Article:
Donald Trump’s – shall we agree on unorthodox? – style of campaigning attracted fervent supporters, and that is why they took the equally unorthodox step of voting for a reality show host they saw as an outsider who would ‘drain the swamp’ in Washington.
Truth is, Trump has flooded the swamp with generals and billionaires, family and old-school political insiders. The blue-collar Americans who voted for him are further removed from a voice in the White House than ever.
Trump’s presidential style became even more unorthodox this weekend, when he accused Barack Obama – in an all-too typical barrage of early-morning tweets – of authorising illegal wiretapping of Trump Tower during the 2016 presidential election.
Trump did not present the barest shred of evidence.
The then-director of national intelligence, James Clapper, and Obama’s spokesman have denied the accusation.
As commentators have pointed out, in the US – or any civilised country – for a leader to accuse his/her predecessor of abuse of power without proof isn’t throwing out the rule book: it’s blowing it up. The attack was personal and the charge was astonishing.
Trump’s assertions appeared to be based on unproven reports by Breitbart News – the far right website run until recently by his chief strategist – and talk radio hosts.
America and worldwide, there’s a widespread belief that Trump is attempting to distract media and public attention from a genuine investigation, based on rather more substantial evidence, about his campaign’s contacts with Russian officials and bankers.
A more unkind observation, harking back to Trump’s allegations about Obama’s birth certificate, has been that the free world is now in the hands of a ‘conspiracy theory president’.
The White House has now asked Congress to investigate Trump’s allegation.
Press secretary Sean Spicer did not provide any evidence for the claims, but said reports about “potentially politically motivated investigations” were “very troubling”.
He did not specify what reports.
Congress is already investigating Russian interference in the election, and American intelligence agencies have concluded that hackers acting on behalf of the Kremlin broke into Democratic party servers in support of Trump.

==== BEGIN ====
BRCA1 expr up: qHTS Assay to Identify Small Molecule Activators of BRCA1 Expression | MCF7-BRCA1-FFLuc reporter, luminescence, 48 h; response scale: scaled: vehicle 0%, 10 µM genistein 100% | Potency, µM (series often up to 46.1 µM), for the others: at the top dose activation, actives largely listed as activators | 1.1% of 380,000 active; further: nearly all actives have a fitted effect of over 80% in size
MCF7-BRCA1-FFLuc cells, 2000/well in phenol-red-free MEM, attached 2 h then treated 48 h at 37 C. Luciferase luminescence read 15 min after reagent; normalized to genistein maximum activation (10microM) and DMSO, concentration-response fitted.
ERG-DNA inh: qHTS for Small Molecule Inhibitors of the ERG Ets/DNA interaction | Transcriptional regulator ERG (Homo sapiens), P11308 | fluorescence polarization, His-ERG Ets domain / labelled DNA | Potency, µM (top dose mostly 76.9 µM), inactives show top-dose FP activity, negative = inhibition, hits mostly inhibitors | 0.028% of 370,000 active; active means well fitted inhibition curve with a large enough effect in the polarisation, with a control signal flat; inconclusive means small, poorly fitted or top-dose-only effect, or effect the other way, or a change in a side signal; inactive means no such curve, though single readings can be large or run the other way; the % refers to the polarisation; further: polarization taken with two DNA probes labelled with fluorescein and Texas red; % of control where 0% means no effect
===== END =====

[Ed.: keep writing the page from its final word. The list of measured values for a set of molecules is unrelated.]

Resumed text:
Clapper, on NBC’s Meet the Press, denied any wiretap operation at Trump Tower.
“For the part of the national security apparatus that I oversaw,” he said, “there was no such wiretap activity mounted against the president-elect at the time, or as a candidate or against his campaign.”
Host Chuck Todd asked whether he would know about any federal court order authorising an FBI surveillance operation.
“I would know that,” Clapper replied. “Something like this absolutely.”
“And at this point you can’t confirm or deny whether that exists?”
“I can deny it,” he said.
“There is no Fisa court order?” Todd pressed, alluding to the Foreign Intelligence Surveillance Act court, which approves sensitive surveillance requests. “Of anything at Trump Tower?”
“Not to my knowledge,” Clapper said. “No.”
A surveillance operation would have required a warrant from a federal judge who had been convinced investigators had probable cause of a serious crime or that a targeted person was working for a foreign power.
For months, outlets such as the Guardian, BBC, New York Times and Washington Post have reported on requests for such a warrant and a larger investigation into possible links between Russian officials and Trump associates.
Former national security adviser Michael Flynn was forced to resign after he misled vice-president Mike Pence about conversations with the Russian ambassador.
Last week attorney general Jeff Sessions disqualified himself from the investigation after it was found that, while under oath before the Senate, he had not disclosed meetings with that ambassador.
It is ironic that in his tweets Trump accused Obama of “a witch-hunt worthy of McCarthyism” (smearing someone’s character without evidence). Roy Cohn, Trump’s early attorney and mentor, was Joseph McCarthy’s chief counsel during his 1950s’ investigations into communist activity in the US.